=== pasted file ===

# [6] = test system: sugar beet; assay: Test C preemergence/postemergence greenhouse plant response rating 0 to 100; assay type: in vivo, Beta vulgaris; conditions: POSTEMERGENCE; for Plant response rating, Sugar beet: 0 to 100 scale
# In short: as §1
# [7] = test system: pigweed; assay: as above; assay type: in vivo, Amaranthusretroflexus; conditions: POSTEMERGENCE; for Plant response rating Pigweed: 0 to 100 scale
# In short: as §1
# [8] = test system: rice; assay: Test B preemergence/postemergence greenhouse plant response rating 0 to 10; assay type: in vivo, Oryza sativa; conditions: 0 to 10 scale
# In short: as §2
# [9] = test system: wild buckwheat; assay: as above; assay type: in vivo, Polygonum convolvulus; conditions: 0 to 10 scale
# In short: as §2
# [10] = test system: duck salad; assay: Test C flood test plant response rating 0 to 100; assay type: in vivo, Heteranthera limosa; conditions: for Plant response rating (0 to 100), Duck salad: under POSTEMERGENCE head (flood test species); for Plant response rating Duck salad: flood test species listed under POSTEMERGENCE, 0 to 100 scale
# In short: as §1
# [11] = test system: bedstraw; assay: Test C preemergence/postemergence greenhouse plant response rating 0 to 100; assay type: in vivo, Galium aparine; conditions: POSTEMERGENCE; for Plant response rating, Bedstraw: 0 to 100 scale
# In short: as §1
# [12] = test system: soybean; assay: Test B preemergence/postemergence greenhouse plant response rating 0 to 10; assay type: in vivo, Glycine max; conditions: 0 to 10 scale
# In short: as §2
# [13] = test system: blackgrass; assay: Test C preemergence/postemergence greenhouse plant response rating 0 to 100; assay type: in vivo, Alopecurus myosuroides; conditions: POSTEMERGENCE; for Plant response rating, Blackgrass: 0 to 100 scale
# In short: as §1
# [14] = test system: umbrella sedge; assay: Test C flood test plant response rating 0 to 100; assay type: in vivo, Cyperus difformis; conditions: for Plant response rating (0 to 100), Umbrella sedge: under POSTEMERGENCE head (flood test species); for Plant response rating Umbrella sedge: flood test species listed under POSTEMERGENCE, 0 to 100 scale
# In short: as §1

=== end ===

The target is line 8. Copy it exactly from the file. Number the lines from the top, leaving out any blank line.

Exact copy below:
# In short: as §2